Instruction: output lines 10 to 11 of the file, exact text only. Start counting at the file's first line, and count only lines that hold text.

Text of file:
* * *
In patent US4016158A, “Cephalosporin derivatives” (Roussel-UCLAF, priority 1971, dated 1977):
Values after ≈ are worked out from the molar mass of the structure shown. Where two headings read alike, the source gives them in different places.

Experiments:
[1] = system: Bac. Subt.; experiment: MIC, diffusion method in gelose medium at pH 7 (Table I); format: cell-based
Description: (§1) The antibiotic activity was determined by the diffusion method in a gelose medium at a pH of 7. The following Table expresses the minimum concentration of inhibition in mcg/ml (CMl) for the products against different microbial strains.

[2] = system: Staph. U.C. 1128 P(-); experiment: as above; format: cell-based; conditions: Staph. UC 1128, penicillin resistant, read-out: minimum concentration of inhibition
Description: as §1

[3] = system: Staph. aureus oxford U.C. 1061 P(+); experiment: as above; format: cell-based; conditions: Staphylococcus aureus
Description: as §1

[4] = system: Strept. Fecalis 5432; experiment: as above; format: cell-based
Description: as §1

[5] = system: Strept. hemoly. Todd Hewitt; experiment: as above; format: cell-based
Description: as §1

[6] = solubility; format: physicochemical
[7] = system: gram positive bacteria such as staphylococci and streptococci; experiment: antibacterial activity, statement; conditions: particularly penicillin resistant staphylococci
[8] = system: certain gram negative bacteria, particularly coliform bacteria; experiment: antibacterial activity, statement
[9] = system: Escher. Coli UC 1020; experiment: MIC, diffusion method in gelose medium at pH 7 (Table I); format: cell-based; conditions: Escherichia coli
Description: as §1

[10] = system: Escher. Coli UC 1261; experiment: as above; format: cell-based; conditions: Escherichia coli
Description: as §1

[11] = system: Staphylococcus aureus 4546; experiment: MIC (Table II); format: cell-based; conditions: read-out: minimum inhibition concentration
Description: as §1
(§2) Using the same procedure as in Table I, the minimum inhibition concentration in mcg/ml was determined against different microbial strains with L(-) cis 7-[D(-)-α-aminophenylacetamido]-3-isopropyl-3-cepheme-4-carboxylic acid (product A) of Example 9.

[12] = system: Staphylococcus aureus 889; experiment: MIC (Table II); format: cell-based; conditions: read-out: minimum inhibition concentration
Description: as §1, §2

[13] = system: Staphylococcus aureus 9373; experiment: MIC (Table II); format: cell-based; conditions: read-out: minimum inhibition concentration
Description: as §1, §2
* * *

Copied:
[4] = system: Strept. Fecalis 5432; experiment: as above; format: cell-based
Description: as §1